This month marks the 35th anniversary of the suspension of the military draft at the end of the Vietnam War.
But even though the Pentagon regularly — not to mention unequivocally — assures lawmakers and others that the current all-volunteer force continues to handle its combat and other defense duties splendidly, rumors of a return to the draft won’t die.
The latest saber-rattling between Israel, Iran and the United States, abetted by hyperventilating bloggers predicting the U.S. will bomb Iran’s nuclear facilities after the November elections, has breathed new life into the rumors.
They also are popping up on the campaign trail. One rumor has it that Democratic Sen. Barack Obama’s promise to make public service a central tenet of his administration includes a veiled intent to bring back the draft. Others paint GOP Sen. John McCain as a warmonger who will so stretch the armed forces that a draft will be necessary.
Both candidates say all that is hogwash, with McCain recently spurning a draft for anything short of "an all-out World War III." Obama has not disagreed.
The U.S. Department of Transportation is finally cracking down on drug-test cheating by truck drivers, railroad workers, bus and subway personnel, and others by requiring labs to test every urine sample they receive for signs of tampering.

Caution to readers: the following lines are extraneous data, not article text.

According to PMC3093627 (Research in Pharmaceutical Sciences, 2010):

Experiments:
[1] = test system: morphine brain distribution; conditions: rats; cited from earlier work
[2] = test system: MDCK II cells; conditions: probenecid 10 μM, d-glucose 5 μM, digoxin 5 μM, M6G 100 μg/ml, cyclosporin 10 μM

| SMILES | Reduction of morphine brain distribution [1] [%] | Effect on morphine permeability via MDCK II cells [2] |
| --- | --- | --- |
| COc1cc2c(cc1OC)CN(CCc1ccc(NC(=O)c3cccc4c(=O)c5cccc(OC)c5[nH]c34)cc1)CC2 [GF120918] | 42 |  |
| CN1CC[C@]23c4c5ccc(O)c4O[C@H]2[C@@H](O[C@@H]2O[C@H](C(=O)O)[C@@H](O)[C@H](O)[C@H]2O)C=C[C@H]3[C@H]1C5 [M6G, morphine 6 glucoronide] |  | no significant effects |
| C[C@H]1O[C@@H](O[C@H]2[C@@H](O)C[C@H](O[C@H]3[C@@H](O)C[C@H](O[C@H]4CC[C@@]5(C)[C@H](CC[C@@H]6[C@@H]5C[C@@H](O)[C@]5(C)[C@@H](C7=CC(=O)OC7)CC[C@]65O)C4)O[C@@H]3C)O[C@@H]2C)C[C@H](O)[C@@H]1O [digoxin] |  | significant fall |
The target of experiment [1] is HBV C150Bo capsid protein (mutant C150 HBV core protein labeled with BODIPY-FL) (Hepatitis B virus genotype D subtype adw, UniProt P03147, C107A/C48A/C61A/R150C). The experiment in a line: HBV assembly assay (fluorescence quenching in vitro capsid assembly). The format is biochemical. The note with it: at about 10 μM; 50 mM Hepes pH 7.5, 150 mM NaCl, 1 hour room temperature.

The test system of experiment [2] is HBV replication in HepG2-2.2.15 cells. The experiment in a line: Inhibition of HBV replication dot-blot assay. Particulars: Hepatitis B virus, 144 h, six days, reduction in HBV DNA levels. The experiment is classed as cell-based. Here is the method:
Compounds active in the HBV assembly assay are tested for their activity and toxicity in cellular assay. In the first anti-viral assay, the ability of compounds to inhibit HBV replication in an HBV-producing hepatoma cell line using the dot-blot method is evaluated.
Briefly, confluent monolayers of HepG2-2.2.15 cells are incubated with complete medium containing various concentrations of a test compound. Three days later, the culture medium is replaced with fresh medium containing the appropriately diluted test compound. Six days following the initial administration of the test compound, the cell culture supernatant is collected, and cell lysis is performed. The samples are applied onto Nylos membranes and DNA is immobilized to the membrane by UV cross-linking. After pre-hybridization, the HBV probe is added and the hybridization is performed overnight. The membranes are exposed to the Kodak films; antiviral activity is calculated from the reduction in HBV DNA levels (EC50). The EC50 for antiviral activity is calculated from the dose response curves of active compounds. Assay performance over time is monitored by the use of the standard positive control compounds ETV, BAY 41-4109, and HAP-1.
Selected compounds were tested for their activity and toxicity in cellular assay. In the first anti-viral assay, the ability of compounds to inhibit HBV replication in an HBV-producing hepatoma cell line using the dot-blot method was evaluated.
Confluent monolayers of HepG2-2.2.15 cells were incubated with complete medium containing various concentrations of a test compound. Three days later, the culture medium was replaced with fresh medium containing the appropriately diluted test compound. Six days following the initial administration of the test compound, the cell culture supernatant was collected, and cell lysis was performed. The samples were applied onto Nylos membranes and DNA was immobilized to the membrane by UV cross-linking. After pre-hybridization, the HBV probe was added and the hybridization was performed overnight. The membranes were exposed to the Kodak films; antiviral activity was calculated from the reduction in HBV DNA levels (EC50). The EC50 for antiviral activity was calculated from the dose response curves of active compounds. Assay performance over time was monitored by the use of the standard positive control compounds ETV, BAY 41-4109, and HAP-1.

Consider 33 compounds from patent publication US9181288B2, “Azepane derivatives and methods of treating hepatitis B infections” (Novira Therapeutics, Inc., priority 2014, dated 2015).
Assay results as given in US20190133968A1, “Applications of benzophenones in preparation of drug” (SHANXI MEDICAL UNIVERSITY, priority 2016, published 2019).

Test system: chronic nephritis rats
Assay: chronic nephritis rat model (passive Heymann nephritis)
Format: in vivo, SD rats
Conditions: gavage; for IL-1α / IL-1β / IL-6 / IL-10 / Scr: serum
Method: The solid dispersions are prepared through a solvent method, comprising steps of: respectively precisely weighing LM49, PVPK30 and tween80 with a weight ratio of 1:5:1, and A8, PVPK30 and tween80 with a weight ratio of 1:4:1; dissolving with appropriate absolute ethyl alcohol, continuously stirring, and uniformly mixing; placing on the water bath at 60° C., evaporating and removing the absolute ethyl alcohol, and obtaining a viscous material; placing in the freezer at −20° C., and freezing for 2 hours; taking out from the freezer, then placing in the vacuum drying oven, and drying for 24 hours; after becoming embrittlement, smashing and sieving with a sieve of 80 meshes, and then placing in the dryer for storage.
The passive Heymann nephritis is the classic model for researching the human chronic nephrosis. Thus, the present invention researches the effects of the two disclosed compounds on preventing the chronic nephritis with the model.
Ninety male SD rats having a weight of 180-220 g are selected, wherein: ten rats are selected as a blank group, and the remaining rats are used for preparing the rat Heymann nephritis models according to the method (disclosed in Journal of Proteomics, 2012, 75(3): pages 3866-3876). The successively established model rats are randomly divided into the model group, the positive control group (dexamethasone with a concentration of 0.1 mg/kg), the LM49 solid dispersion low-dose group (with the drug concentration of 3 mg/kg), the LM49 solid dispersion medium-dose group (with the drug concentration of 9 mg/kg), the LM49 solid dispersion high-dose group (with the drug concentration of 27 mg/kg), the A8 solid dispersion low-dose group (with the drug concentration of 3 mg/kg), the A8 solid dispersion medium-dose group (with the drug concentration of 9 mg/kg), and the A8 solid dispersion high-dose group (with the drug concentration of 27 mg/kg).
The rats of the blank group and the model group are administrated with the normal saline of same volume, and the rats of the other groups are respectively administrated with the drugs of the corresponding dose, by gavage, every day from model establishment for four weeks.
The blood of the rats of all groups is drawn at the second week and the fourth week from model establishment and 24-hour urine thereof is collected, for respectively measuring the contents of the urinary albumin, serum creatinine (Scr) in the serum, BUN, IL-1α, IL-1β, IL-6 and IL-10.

Until now, labs weren’t required to examine specimens for evidence they had been diluted, adulterated or substituted by workers trying to foil drug or alcohol tests, which are required in the aftermath of crashes or other foul-ups.
In a report this spring, the U.S. Government Accountability Office blasted the department for allowing such a lax and potentially dangerous policy to continue.
Three years late and at double the original cost, the vast Capitol Visitor Center now has a for-sure opening date of December 2 — just in time to welcome not only tourists but also the opening of the 111th session of Congress in January.
Construction of the three-story underground complex — which boasts a 550-seat cafeteria and two gift shops — began after 9/11 and was slated to be finished in January 2005 at a price tag of $265 million. Glitches, the addition of more staff workspace, meeting rooms and super-security enhancements pushed the taxpayers’ presumably final bill to $621 million.
In the nearby Rayburn House Office Building, a nasty spat is underway over the Democratic leaders’ new "hallway policy." Speaker Nancy Pelosi has decreed that the halls of House buildings need to be cleared of the old office furniture, trash, assorted office equipment and other items that commonly clutter them up, creating obstacles for those traversing them and presenting a less-than-dignified image.
But Rep. Walter Jones, R-N.C., has taken great umbrage at the inclusion of the small memorial honoring the fallen heroes of the Marine Corps’ Camp Lejeune that stands outside his office as hallway detritus that must be removed.
The Architect of the Capitol contends that a list of the names of the fallen in an entrance foyer to the Rayburn building should suffice. Others suggest Jones move the memorial — a display of photos of the fallen on an easel — into his office.
Jones, whose district includes Lejeune, isn’t budging, though he says he is open to suggestions for others ways to memorialize the war dead.
E-mail Lisa Hoffman at hoffmanl(at)shns.com.